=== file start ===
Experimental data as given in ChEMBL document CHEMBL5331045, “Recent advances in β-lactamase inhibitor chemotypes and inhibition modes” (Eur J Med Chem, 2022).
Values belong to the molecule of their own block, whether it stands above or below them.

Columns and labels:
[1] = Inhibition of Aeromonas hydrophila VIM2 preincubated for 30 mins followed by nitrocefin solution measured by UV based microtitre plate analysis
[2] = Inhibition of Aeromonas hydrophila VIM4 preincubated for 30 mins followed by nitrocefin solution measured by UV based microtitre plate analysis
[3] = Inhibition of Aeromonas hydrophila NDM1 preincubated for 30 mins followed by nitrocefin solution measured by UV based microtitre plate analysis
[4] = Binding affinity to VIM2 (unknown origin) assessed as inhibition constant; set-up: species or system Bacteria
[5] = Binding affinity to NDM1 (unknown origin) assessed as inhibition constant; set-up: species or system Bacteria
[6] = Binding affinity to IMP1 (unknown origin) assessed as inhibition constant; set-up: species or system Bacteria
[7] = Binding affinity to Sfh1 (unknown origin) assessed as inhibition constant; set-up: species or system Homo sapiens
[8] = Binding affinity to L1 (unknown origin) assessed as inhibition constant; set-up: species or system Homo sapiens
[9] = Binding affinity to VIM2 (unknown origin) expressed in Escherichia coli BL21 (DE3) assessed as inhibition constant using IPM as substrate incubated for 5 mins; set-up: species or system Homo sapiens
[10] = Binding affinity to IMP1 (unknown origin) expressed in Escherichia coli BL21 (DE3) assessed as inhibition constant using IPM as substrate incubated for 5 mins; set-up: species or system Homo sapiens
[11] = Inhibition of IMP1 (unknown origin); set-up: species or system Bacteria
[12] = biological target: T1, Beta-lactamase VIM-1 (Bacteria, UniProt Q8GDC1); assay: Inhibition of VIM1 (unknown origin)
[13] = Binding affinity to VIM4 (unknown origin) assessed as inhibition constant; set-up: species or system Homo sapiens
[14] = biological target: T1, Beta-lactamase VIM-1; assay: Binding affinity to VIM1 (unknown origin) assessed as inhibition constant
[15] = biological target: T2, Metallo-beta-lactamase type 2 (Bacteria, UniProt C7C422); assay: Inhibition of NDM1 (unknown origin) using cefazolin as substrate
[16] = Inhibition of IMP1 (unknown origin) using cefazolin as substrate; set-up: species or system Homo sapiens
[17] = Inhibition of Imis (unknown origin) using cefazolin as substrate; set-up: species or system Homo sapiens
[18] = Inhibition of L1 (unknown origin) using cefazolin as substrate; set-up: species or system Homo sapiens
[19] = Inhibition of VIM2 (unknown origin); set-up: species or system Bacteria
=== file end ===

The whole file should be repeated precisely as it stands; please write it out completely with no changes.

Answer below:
Experimental data as given in ChEMBL document CHEMBL5331045, “Recent advances in β-lactamase inhibitor chemotypes and inhibition modes” (Eur J Med Chem, 2022).
Values belong to the molecule of their own block, whether it stands above or below them.

Columns and labels:
[1] = Inhibition of Aeromonas hydrophila VIM2 preincubated for 30 mins followed by nitrocefin solution measured by UV based microtitre plate analysis
[2] = Inhibition of Aeromonas hydrophila VIM4 preincubated for 30 mins followed by nitrocefin solution measured by UV based microtitre plate analysis
[3] = Inhibition of Aeromonas hydrophila NDM1 preincubated for 30 mins followed by nitrocefin solution measured by UV based microtitre plate analysis
[4] = Binding affinity to VIM2 (unknown origin) assessed as inhibition constant; set-up: species or system Bacteria
[5] = Binding affinity to NDM1 (unknown origin) assessed as inhibition constant; set-up: species or system Bacteria
[6] = Binding affinity to IMP1 (unknown origin) assessed as inhibition constant; set-up: species or system Bacteria
[7] = Binding affinity to Sfh1 (unknown origin) assessed as inhibition constant; set-up: species or system Homo sapiens
[8] = Binding affinity to L1 (unknown origin) assessed as inhibition constant; set-up: species or system Homo sapiens
[9] = Binding affinity to VIM2 (unknown origin) expressed in Escherichia coli BL21 (DE3) assessed as inhibition constant using IPM as substrate incubated for 5 mins; set-up: species or system Homo sapiens
[10] = Binding affinity to IMP1 (unknown origin) expressed in Escherichia coli BL21 (DE3) assessed as inhibition constant using IPM as substrate incubated for 5 mins; set-up: species or system Homo sapiens
[11] = Inhibition of IMP1 (unknown origin); set-up: species or system Bacteria
[12] = biological target: T1, Beta-lactamase VIM-1 (Bacteria, UniProt Q8GDC1); assay: Inhibition of VIM1 (unknown origin)
[13] = Binding affinity to VIM4 (unknown origin) assessed as inhibition constant; set-up: species or system Homo sapiens
[14] = biological target: T1, Beta-lactamase VIM-1; assay: Binding affinity to VIM1 (unknown origin) assessed as inhibition constant
[15] = biological target: T2, Metallo-beta-lactamase type 2 (Bacteria, UniProt C7C422); assay: Inhibition of NDM1 (unknown origin) using cefazolin as substrate
[16] = Inhibition of IMP1 (unknown origin) using cefazolin as substrate; set-up: species or system Homo sapiens
[17] = Inhibition of Imis (unknown origin) using cefazolin as substrate; set-up: species or system Homo sapiens
[18] = Inhibition of L1 (unknown origin) using cefazolin as substrate; set-up: species or system Homo sapiens
[19] = Inhibition of VIM2 (unknown origin); set-up: species or system Bacteria